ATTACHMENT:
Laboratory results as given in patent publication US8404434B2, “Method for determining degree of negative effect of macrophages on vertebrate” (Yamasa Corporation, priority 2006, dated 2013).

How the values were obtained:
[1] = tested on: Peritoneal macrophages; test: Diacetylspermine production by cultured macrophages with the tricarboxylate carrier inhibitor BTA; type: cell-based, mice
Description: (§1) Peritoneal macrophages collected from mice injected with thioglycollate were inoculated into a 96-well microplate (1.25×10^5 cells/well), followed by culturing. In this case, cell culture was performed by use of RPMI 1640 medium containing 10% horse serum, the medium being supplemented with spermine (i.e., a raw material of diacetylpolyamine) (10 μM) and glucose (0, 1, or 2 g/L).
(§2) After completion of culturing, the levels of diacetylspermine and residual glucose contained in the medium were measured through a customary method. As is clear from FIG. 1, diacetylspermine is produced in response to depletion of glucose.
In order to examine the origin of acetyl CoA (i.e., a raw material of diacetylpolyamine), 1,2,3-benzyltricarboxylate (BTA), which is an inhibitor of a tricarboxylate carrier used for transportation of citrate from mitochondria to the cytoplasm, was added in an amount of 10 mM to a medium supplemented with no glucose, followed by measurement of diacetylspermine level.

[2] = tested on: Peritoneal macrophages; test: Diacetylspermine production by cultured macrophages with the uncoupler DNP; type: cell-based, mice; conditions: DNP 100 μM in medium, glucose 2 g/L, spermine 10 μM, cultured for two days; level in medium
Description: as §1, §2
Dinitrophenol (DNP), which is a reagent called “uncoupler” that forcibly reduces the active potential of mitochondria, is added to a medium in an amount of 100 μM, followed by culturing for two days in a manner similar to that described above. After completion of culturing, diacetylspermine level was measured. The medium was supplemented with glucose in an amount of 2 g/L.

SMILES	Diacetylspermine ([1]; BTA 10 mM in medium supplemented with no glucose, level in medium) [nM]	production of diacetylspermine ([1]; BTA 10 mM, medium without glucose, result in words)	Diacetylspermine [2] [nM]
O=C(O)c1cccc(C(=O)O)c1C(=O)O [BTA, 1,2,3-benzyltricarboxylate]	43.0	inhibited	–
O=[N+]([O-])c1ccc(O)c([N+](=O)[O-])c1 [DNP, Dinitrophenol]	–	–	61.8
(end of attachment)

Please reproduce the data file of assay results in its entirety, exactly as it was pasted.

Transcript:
Laboratory results as given in patent publication US8404434B2, “Method for determining degree of negative effect of macrophages on vertebrate” (Yamasa Corporation, priority 2006, dated 2013).

How the values were obtained:
[1] = tested on: Peritoneal macrophages; test: Diacetylspermine production by cultured macrophages with the tricarboxylate carrier inhibitor BTA; type: cell-based, mice
Description: (§1) Peritoneal macrophages collected from mice injected with thioglycollate were inoculated into a 96-well microplate (1.25×10^5 cells/well), followed by culturing. In this case, cell culture was performed by use of RPMI 1640 medium containing 10% horse serum, the medium being supplemented with spermine (i.e., a raw material of diacetylpolyamine) (10 μM) and glucose (0, 1, or 2 g/L).
(§2) After completion of culturing, the levels of diacetylspermine and residual glucose contained in the medium were measured through a customary method. As is clear from FIG. 1, diacetylspermine is produced in response to depletion of glucose.
In order to examine the origin of acetyl CoA (i.e., a raw material of diacetylpolyamine), 1,2,3-benzyltricarboxylate (BTA), which is an inhibitor of a tricarboxylate carrier used for transportation of citrate from mitochondria to the cytoplasm, was added in an amount of 10 mM to a medium supplemented with no glucose, followed by measurement of diacetylspermine level.

[2] = tested on: Peritoneal macrophages; test: Diacetylspermine production by cultured macrophages with the uncoupler DNP; type: cell-based, mice; conditions: DNP 100 μM in medium, glucose 2 g/L, spermine 10 μM, cultured for two days; level in medium
Description: as §1, §2
Dinitrophenol (DNP), which is a reagent called “uncoupler” that forcibly reduces the active potential of mitochondria, is added to a medium in an amount of 100 μM, followed by culturing for two days in a manner similar to that described above. After completion of culturing, diacetylspermine level was measured. The medium was supplemented with glucose in an amount of 2 g/L.

SMILES	Diacetylspermine ([1]; BTA 10 mM in medium supplemented with no glucose, level in medium) [nM]	production of diacetylspermine ([1]; BTA 10 mM, medium without glucose, result in words)	Diacetylspermine [2] [nM]
O=C(O)c1cccc(C(=O)O)c1C(=O)O [BTA, 1,2,3-benzyltricarboxylate]	43.0	inhibited	–
O=[N+]([O-])c1ccc(O)c([N+](=O)[O-])c1 [DNP, Dinitrophenol]	–	–	61.8